New genes (or lineage-specific genes) can facilitate functional innovations. MALE STERILITY 5 (MS5) in Brassica napus is a fertility-related new gene, which has two wild-type alleles (BnMS5a and BnMS5c) and two mutant alleles (BnMS5b and BnMS5d) that could induce male sterility. Here, we studied the history and functional evolution of MS5 homologs in plants by phylogenetic analysis and molecular genetic experiments. We identified 727 MS5 homologs and found that they define a Brassicaceae-specific gene family that has expanded partly via multiple tandem gene duplications and also probably transpositions. The MS5 in B. napus is inherited from a basic diploid ancestor of B. rapa. Molecular genetic experiments indicate that BnMS5a and BnMS5c are functionally distinct in B. napus and that BnMS5d can inhibit BnMS5a in B. napus in a dosage-dependent manner. The BnMS5a protein can move in coordination with meiotic telomeres and interact with the nuclear envelope protein SUN1, with a possible crucial role in meiotic chromosome behavior. In summary, BnMS5 belongs to a Brassicaceae-specific new gene family, and has gained a novel function that is essential for male fertility in B. napus through neofunctionalization that has likely occurred since the origin of B. rapa.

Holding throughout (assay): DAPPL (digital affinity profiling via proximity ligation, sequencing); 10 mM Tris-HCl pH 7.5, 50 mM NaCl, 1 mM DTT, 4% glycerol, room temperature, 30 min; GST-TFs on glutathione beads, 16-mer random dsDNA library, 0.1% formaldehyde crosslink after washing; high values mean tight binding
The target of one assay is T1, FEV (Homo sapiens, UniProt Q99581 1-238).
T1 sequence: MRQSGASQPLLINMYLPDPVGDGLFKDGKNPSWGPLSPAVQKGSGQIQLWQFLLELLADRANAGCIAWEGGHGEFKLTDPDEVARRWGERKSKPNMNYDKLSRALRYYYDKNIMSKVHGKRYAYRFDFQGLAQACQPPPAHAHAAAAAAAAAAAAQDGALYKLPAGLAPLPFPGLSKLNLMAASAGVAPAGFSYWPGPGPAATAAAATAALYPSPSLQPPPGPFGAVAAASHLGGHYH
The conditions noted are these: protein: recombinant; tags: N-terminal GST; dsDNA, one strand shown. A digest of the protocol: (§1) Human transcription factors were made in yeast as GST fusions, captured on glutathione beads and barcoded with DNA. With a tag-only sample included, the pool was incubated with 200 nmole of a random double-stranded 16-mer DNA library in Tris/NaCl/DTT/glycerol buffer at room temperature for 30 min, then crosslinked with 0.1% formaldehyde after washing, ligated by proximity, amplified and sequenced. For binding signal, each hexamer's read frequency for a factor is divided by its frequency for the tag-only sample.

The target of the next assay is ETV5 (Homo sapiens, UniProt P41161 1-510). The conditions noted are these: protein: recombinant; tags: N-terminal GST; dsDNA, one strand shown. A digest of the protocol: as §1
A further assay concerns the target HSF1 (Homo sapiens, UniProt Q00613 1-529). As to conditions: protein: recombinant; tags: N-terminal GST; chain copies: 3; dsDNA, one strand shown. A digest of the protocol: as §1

All Science Journal Classification (ASJC) codes
- Plant Science